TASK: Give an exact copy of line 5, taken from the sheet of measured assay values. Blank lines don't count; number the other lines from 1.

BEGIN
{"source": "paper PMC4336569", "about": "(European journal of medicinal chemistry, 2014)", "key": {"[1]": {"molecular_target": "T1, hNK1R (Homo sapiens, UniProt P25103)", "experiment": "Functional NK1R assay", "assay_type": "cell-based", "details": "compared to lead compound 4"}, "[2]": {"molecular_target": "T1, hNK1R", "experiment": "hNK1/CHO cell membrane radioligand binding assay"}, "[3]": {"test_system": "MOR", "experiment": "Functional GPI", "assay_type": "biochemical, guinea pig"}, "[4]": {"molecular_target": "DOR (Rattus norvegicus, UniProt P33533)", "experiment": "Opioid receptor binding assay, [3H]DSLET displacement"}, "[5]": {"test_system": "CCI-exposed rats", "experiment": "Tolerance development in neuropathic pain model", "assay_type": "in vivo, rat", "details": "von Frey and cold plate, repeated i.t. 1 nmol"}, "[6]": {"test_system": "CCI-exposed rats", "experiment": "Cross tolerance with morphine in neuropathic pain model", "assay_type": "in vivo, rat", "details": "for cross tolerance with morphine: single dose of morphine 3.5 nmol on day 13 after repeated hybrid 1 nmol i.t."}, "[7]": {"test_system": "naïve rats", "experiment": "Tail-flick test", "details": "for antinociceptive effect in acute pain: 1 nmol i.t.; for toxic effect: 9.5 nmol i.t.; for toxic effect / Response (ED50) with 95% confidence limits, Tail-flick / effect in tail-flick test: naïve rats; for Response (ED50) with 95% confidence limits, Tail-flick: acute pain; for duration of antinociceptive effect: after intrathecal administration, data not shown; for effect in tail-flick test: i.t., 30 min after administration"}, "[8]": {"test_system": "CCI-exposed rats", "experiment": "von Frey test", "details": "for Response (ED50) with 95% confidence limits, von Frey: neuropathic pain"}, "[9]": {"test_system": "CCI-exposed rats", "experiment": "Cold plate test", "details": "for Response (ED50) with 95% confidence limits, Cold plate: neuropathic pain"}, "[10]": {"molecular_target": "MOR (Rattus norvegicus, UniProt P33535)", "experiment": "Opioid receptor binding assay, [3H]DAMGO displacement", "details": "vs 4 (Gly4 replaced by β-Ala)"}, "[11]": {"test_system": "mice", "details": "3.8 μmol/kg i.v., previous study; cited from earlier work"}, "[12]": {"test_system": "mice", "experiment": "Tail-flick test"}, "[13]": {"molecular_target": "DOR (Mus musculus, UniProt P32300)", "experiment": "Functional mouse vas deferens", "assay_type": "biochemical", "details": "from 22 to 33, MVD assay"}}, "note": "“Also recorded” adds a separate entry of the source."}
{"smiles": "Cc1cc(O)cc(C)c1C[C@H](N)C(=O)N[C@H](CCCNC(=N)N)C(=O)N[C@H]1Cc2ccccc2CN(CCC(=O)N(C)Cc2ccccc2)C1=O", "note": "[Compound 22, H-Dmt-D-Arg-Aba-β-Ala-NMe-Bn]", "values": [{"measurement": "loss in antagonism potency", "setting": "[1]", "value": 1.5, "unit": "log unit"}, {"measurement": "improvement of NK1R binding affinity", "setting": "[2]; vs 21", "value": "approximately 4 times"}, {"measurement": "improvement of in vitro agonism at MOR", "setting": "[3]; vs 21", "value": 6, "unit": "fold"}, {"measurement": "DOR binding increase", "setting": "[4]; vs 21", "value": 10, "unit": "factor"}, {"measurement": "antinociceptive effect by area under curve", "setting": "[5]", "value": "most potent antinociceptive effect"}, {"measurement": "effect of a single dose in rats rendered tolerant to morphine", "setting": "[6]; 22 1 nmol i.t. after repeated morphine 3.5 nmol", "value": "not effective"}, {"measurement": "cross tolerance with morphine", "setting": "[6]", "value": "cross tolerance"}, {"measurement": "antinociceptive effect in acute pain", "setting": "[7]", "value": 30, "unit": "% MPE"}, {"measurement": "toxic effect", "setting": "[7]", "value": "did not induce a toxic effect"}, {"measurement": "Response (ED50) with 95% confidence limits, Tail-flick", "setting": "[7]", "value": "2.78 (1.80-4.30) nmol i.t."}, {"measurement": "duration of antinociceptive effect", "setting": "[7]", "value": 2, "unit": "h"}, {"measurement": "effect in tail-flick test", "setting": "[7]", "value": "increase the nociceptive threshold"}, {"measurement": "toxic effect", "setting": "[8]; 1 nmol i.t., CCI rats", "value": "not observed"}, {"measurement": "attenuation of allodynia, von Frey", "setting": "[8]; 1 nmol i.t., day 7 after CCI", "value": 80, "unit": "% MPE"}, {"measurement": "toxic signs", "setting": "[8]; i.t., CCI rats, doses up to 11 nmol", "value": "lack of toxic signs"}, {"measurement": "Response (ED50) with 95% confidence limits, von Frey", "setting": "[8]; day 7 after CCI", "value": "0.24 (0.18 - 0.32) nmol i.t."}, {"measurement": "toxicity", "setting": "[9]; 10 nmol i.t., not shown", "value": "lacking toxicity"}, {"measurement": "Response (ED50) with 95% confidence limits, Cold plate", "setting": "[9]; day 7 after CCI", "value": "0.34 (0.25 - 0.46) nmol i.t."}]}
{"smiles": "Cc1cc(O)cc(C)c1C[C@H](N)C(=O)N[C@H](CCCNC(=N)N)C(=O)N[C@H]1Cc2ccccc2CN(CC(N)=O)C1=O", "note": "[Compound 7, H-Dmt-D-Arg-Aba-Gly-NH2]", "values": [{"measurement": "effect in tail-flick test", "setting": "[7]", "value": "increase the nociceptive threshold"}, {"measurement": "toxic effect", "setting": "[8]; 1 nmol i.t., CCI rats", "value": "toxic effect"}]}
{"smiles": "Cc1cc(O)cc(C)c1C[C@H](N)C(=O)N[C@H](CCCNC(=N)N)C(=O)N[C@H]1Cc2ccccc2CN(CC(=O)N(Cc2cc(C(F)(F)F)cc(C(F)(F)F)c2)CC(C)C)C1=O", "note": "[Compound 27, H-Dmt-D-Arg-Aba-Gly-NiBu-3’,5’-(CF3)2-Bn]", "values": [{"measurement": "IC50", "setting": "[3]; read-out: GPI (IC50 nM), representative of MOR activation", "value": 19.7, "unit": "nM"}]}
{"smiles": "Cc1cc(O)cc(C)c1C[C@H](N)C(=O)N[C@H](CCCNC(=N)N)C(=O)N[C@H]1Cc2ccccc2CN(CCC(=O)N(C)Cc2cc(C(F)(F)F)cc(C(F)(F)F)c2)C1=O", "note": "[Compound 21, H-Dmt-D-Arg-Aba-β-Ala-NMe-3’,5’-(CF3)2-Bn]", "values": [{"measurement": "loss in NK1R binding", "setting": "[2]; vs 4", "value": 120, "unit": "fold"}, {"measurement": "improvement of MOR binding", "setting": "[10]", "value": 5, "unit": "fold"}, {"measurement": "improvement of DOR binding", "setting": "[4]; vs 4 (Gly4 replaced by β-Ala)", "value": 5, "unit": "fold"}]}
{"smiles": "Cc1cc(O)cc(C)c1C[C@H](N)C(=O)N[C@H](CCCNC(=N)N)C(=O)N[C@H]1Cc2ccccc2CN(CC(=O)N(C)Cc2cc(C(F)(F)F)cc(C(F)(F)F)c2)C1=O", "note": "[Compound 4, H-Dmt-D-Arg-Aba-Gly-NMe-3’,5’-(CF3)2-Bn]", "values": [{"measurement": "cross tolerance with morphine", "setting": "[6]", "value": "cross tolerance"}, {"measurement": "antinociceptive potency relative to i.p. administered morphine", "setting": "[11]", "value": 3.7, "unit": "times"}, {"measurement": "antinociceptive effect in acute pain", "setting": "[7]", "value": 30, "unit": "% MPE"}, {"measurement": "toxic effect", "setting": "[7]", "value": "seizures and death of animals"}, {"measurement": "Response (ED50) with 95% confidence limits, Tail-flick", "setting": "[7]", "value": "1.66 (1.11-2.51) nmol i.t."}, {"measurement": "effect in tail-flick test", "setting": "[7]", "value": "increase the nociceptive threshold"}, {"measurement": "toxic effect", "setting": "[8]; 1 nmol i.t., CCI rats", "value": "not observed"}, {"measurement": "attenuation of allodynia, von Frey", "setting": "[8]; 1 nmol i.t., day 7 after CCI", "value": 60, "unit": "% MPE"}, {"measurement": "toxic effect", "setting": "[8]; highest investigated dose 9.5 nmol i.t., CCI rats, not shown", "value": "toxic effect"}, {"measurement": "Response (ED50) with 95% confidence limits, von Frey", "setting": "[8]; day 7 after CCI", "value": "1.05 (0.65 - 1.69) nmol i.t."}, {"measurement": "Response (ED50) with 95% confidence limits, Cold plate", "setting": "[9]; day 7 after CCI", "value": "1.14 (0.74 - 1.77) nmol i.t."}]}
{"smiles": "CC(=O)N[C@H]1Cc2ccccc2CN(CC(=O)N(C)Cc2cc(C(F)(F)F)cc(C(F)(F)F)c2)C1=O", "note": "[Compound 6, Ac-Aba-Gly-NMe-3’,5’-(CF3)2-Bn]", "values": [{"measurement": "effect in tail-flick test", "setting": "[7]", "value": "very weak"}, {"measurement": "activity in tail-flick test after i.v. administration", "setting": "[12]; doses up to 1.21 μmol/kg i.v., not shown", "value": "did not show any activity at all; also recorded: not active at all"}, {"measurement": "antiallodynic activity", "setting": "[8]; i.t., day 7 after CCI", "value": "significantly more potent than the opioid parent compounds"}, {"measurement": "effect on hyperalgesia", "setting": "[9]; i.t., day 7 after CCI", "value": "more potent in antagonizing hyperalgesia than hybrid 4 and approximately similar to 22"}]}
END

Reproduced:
{"smiles": "Cc1cc(O)cc(C)c1C[C@H](N)C(=O)N[C@H](CCCNC(=N)N)C(=O)N[C@H]1Cc2ccccc2CN(CCC(=O)N(C)Cc2cc(C(F)(F)F)cc(C(F)(F)F)c2)C1=O", "note": "[Compound 21, H-Dmt-D-Arg-Aba-β-Ala-NMe-3’,5’-(CF3)2-Bn]", "values": [{"measurement": "loss in NK1R binding", "setting": "[2]; vs 4", "value": 120, "unit": "fold"}, {"measurement": "improvement of MOR binding", "setting": "[10]", "value": 5, "unit": "fold"}, {"measurement": "improvement of DOR binding", "setting": "[4]; vs 4 (Gly4 replaced by β-Ala)", "value": 5, "unit": "fold"}]}